18. ^ Rajendran 1978, pp. 9–10.
  19. ^ a b c d e Vivekananthan, C. V. (30 March 2008). "Tamil language provisions, provincial councils and 16th Amendment". The Nation (Sri Lanka). 
  20. ^ Rajendran 1978, pp. 28–29.
  21. ^ Rajendran 1978, pp. 4–5.
  22. ^ a b Rajendran 1978, p. 10.
  23. ^ Rajendran 1978, p. 5.
  24. ^ Rajendran 1978, p. 30.
  25. ^ Wilson 1994, pp. 6–7.
  26. ^ a b Rajendran 1978, p. 4.
  27. ^ Jeyaraj, D. B. S. (1 January 2006). "The benign parliamentarian from Batticaloa". The Sunday Leader. 
  28. ^ Hoole, Rajan (21 April 2016). "Federal Party: Gain and Loss of the Moral High Ground". The Island (Sri Lanka). 
  29. ^ a b c Wilson 1994, p. 6.
  30. ^ Vivekananthan, C. V. (24 April 2011). "Federalism: Sweet yesterday, sour today". The Nation (Sri Lanka). 
  31. ^ a b "Result of Parliamentary General Election 1947" (PDF). Election Commission of Sri Lanka. 
  32. ^ a b Heynes, Stephen (2016). The Bleeding Island: Scars and Wounds. Partridge Publishing. ISBN 978-1-4828-7478-5. 
  33. ^ de Alwis, Sarath (4 July 2013). "Can a two-thirds majority determine moral rectitude?". The Island (Sri Lanka). 
  34. ^ Khan, Gerrard (October 2001). "Citizenship and statelessness in South Asia" (PDF). United Nations High Commissioner for Refugees. p. 6. 
  35. ^ Vinayagamoorthy, A. (8 November 2003). "103rd Birth Anniversary today : G. G. Ponnambalam - Founder of ACTC". Daily News (Sri Lanka). 
  36. ^ a b c Rajasingham, K. T. "Chapter 14: Post-colonial realignment of political forces". Sri Lanka: The Untold Story. 
  37. ^ Peebles, Patrick (2015). Historical Dictionary of Sri Lanka. Rowman & Littlefield. p. xxxi. ISBN 978-1-4422-5584-5.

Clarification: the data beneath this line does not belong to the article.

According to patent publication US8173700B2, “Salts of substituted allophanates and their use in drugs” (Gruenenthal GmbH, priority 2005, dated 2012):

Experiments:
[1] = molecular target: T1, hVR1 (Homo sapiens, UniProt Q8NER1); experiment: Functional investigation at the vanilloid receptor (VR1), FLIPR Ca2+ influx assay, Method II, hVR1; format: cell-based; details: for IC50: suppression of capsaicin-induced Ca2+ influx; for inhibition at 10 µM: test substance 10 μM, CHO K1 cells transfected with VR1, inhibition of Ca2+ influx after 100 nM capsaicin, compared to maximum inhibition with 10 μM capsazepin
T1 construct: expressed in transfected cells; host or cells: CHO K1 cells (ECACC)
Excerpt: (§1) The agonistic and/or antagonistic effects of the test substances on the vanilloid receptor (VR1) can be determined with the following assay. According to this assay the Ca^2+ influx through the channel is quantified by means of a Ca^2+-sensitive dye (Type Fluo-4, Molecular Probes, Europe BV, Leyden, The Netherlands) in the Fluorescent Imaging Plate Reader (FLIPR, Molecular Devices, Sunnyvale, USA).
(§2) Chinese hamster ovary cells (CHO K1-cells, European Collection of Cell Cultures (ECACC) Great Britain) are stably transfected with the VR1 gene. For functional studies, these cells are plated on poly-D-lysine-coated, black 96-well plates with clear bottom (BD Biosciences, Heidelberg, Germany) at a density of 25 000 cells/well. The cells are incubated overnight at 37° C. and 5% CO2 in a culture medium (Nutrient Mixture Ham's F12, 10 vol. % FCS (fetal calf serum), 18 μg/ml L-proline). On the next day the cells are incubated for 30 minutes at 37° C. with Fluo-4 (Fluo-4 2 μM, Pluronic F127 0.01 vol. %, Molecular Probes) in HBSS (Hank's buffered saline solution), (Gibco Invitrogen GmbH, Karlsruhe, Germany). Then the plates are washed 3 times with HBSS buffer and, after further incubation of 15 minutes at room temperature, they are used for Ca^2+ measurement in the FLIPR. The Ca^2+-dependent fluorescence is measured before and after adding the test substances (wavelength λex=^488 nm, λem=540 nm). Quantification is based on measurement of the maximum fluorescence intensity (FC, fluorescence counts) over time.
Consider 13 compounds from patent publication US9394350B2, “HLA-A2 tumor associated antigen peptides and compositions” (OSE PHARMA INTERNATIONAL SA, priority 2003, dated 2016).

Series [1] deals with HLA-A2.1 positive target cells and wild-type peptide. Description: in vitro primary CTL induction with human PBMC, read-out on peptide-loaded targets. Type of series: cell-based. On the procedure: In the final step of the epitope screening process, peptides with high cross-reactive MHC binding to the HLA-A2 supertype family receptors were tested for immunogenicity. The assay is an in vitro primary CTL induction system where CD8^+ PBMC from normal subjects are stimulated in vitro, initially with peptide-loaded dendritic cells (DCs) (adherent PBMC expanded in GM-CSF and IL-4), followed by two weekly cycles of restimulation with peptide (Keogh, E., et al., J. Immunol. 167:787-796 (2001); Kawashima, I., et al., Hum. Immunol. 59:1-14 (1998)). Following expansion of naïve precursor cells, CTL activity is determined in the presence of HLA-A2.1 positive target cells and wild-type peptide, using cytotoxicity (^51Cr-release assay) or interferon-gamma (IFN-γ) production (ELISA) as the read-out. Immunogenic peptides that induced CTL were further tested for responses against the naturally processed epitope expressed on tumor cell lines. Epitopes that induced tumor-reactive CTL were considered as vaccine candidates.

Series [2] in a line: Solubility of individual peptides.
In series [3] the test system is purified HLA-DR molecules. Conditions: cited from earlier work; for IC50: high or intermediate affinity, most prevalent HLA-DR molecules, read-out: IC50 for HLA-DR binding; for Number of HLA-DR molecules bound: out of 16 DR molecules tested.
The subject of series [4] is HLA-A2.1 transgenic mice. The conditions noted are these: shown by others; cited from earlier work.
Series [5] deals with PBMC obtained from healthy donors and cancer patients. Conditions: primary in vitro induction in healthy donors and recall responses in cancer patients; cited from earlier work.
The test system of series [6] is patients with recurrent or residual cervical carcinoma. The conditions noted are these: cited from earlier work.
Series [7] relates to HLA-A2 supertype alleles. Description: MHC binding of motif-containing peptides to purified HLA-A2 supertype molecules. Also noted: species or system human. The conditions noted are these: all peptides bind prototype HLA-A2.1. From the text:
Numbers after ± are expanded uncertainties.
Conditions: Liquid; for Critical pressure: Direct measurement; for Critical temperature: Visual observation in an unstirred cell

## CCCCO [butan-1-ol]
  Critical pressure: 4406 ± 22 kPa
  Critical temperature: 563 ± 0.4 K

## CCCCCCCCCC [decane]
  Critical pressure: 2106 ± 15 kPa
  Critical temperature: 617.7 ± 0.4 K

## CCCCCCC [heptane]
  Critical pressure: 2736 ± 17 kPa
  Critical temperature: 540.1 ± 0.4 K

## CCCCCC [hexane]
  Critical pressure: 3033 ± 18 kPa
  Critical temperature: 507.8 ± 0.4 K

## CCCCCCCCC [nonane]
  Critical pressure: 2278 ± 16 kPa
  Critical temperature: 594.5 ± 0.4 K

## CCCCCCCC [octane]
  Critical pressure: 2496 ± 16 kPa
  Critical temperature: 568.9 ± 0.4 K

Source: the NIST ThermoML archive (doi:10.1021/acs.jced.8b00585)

38. ^ a b Wilson 2000, p. 82.
  39. ^ a b "Result of Parliamentary General Election 1952" (PDF). Election Commission of Sri Lanka. 
  40. ^ a b "Result of Parliamentary General Election 1956" (PDF). Election Commission of Sri Lanka. 
  41. ^ Vivekananthan, C. V. (26 April 2016). "Misinterpreted statesman". Daily News (Sri Lanka). 
  42. ^ Reddy, L. R. (2003). Sri Lanka Past and Present. A. P. H. Publishing Corporation. p. 85. ISBN 81-7648-449-0. 
  43. ^ Ross, Russell R.; Savada, Andrea Matles, eds. (1990). Sri Lanka : A Country Study. Library of Congress. p. 45. 
  44. ^ Wilson 1994, p. 80.
  45. ^ Jeyaraj, D. B. S. (3 October 2006). "Peaceful protests of Tamil Parliamentarians". transcurrents.com. Archived from the original on 3 March 2016. 
  46. ^ "5 June 1956". Peace and Conflict Timeline. Archived from the original on 4 August 2016. 
  47. ^ Wilson 1994, p. 83.
  48. ^ Wilson 1994, pp. 83–84.
  49. ^ a b c d Wilson 2000, p. 85.
  50. ^ ITAK 2000, p. 244.
  51. ^ Wilson 1994, pp. 84–85.
  52. ^ a b c Wilson 1994, p. 86.
  53. ^ "Bandaranayake Chelvanayakam Pact". Ilankai Tamil Sangam. 
  54. ^ "Bandaranaike - Chelvanayagam Pact, 1957". Tamil Nation. 
  55. ^ a b c d Wilson 1994, p. 87.
  56. ^ a b Wilson 2000, p. 88.
  57. ^ Wilson 1994, pp. 87–88.
  58. ^ a b Wilson 1994, p. 88.
  59. ^ Wilson 2000, p. 89.
  60. ^ ITAK 2000, p. 256.